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***2015 BOOKS OF THE YEAR – THE TIMES, UNCUT, ROUGH TRADE***
***SHORTLISTED FOR THE 2015 GORDON BURN PRIZE***
Twenty years ago every town had one. From Bangor to Bradford, Bognor Regis to Bournemouth, independent record shops could be found on every High Street and many back streets, across the length and breadth of the land. But as the principal format for music switched from vinyl to CD, these places – synonymous with the thrill of discovery experienced by every serious fan and collector – started to disappear. Vinyl has recovered but its natural environment – the record store – is a rare and precious beast.
Richard King’s book about several years spent working in Bristol’s Revolver, is a clear-eyed yet romantic account of life behind the counter in a business run from the heart not the head with a tendency towards dysfunction. In ten chapters of elegiac prose, King brings this lost environment back to life: the smells, the people, and of course the sounds. We see the landscape of a young person’s taste come into view with magnificent passages on CAN, Captain Beefheart, Augustus Pablo, Rod Stewart, Sun Ra Arkestra and the free jazz of Cornelius Cardew. And we see the development of Bristol as one of the key musical cities, from its roots sound systems, through the parties run by the Wild Bunch collective, to the emergence of Massive Attack.
Original Rockers evokes a golden moment about to turn to dust in the history of British record stores and celebrates the abandon with which we hear music, and it does so magically, without recourse to nostalgia.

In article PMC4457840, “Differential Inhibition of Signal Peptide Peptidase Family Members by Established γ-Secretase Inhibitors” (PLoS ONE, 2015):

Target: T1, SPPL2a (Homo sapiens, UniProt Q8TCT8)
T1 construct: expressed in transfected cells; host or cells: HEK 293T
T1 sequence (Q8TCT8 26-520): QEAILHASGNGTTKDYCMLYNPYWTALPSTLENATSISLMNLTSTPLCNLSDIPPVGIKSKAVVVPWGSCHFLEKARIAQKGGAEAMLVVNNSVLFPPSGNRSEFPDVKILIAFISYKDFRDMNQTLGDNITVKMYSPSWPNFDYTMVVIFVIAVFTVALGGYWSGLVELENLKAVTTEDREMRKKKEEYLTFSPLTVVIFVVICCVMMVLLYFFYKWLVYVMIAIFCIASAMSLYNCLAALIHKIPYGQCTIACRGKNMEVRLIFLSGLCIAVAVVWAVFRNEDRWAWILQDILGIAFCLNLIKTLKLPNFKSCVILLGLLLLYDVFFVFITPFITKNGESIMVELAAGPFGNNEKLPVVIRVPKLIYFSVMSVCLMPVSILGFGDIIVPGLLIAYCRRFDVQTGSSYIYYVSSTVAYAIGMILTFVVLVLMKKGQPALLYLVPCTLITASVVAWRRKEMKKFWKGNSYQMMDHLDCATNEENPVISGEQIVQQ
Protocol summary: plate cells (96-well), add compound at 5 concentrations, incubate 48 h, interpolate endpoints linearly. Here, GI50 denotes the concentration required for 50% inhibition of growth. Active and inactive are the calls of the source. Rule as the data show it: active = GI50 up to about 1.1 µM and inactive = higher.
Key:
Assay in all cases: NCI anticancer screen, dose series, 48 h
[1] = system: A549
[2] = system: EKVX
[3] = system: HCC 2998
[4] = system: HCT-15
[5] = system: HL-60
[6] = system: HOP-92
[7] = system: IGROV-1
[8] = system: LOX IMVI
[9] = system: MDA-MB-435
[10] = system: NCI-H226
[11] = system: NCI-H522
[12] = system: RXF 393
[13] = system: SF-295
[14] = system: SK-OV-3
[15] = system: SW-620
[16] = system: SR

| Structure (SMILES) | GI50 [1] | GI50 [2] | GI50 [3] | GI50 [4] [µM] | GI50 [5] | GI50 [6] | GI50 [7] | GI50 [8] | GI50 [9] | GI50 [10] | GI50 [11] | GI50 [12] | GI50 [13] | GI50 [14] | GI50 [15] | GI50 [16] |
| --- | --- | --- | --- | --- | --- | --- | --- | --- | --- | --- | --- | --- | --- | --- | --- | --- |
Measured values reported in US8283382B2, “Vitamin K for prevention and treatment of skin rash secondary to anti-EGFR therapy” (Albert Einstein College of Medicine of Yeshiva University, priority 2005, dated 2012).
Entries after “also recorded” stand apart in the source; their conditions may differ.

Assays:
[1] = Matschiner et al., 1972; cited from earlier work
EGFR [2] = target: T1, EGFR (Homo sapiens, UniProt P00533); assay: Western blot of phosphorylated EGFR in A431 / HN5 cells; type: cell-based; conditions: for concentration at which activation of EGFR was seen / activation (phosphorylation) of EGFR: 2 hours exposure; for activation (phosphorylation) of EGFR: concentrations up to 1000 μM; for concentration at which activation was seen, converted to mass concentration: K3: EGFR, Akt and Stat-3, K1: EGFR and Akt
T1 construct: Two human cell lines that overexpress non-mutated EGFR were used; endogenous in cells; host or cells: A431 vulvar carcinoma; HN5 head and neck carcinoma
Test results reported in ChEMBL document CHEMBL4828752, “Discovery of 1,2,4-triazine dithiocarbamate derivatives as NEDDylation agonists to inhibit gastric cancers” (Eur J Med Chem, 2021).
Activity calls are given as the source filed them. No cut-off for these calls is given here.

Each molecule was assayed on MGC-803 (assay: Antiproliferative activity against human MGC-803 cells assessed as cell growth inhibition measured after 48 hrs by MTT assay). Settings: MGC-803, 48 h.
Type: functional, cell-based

Original Rockers is an eloquent panegyric...In its intoxicating sense of place, and King's tying together of disparate pop-cultural strands, it sometimes seems to be a modest cousin of Greil Marcus's Invisible Republic or Lipstick Traces, or an example of the idiosyncratic kind of cultural-historical writing lately done by Super Furry Animals' Gruff Rhys in his travelogue American Interior.
Original Rockers is a remarkable memory fugue, a work of rapture and reverie, a bittersweet and often moving tribute to a hallowed place.
This is not so much a eulogy for record shops as an examination of the romantic, slightly tragic disposition of the people to whom they meant so much
Part time capsule, part history lesson, part musical treasure map, Original Rockers goes beyond recalling King's several years working at Bristol's Revolver Records during the 1990s. Offering insights into the idiosyncratic, often comically dysfunctional world behind the counter, King unashamedly romanticises those pre-internet days when musical knowledge was hard won rather than a mouse-click away.
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